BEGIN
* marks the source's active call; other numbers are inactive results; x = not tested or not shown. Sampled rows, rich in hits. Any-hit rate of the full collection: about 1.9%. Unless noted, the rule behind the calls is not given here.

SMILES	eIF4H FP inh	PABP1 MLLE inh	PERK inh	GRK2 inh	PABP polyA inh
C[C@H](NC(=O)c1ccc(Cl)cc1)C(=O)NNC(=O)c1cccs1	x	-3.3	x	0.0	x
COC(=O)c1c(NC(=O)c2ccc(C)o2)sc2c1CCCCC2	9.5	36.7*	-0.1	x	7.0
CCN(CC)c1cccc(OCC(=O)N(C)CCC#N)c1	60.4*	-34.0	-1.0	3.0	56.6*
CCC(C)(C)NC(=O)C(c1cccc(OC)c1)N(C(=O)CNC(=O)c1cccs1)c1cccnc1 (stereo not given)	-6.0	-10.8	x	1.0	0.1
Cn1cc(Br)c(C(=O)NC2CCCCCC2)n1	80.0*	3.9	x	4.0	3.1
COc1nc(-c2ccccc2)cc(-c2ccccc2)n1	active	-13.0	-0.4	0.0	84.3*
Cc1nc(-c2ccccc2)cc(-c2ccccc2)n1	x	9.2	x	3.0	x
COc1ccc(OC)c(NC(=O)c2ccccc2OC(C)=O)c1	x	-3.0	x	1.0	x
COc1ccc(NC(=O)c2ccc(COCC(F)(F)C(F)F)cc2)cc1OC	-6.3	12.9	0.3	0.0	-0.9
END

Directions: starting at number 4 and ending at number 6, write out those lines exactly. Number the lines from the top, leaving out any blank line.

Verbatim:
COC(=O)c1c(NC(=O)c2ccc(C)o2)sc2c1CCCCC2	9.5	36.7*	-0.1	x	7.0
CCN(CC)c1cccc(OCC(=O)N(C)CCC#N)c1	60.4*	-34.0	-1.0	3.0	56.6*
CCC(C)(C)NC(=O)C(c1cccc(OC)c1)N(C(=O)CNC(=O)c1cccs1)c1cccnc1 (stereo not given)	-6.0	-10.8	x	1.0	0.1